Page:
Recognising, Managing and Reporting Adverse Events for Blood Products

What is an adverse event?

An adverse event is an incident in which harm resulted to a person receiving health care. In the case of blood and blood products the resulting harm was from the transfusion of blood and blood products. 

An incident is an event or circumstance that resulted, or could have resulted, in unintended and/or unnecessary harm to a person and/or a complaint, loss or damage, and a near miss is an incident that did not cause harm, but had the potential to do so.

The Australian Haemovigilance Report 2015 (2.02 MB) notes that haemovigilance has become a more routine part of clinical practice in Australia. Human errors continue to contribute significantly to transfusion-related adverse events however the introduction of mandatory reporting of adverse events under the National Standard for Blood and Blood Products Safety and Quality (NSQHS Standard 7) contributes to the understanding of transfusion related errors, and allows for identification of safety and quality measures to deliver better transfusion outcomes.

Reporting of adverse events

Monitoring of adverse events, and analysing patterns of adverse events, allows for identification of areas of risk and for addressing improvement opportunities. Health professionals must report adverse events that occur as a result of administration of blood and blood products.

The NSQHS Standard 7 on Blood and Blood Products requires health service organisations to ensure that adverse events are included in their incident management and investigation systems, and that they participate in haemovigilance activities conducted by the organisation or at state or national level.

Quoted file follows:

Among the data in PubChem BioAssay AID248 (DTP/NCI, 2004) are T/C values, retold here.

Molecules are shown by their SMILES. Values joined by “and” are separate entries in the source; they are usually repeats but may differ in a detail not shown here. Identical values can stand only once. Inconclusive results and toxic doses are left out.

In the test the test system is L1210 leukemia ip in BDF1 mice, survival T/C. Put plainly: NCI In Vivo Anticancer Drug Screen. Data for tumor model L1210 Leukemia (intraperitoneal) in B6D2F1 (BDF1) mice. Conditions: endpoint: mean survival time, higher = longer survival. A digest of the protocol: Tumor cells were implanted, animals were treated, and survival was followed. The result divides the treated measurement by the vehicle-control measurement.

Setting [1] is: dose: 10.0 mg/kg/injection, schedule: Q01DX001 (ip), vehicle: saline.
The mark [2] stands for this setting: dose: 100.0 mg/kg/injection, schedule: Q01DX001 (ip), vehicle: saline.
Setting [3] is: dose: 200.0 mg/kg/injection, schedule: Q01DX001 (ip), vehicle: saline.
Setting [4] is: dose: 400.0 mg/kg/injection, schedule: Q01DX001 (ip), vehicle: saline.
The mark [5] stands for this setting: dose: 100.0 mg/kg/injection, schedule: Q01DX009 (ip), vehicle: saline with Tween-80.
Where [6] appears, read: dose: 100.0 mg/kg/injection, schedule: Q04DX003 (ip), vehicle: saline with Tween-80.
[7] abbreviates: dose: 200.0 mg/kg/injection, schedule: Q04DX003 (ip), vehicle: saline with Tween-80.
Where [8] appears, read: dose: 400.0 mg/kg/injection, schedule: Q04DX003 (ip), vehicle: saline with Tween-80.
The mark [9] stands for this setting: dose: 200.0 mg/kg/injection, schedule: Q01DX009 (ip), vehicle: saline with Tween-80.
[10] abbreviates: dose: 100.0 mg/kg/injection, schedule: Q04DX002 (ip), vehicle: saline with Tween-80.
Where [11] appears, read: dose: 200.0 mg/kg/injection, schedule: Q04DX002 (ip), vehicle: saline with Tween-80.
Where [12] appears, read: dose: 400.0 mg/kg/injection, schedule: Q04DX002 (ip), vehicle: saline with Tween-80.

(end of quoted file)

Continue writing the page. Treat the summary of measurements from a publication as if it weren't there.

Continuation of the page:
The Therapeutic Goods Administration (TGA) maintains a reporting service for adverse events or defects in medicines in Australia.  Information on TGA reporting can be found on the Reporting medicine and vaccine adverse events page and reports can be submitted in various ways which are summarised on the Reporting problems page on the TGA website.

Information for health providers about the individual product requirements for reporting of adverse events can be found at Where do I Report Adverse Events

Management of adverse events

One of the likely reasons adverse events are under reported is the recognition and elucidation of the cause of the event is often difficult to determine. The NBA in collaboration with the Haemovigilance Advisory Committee (HAC) and other stakeholders is developing a guidance document for the recognition and management of acute transfusion reactions such as TACO and TRALI.  The NBA sought input from stakeholders as part of a public consultation process and received a number of comments. The key message was that the guidance (including a chart) was too complex.  The guidance is being reworked and will be published on the NBA website in due course.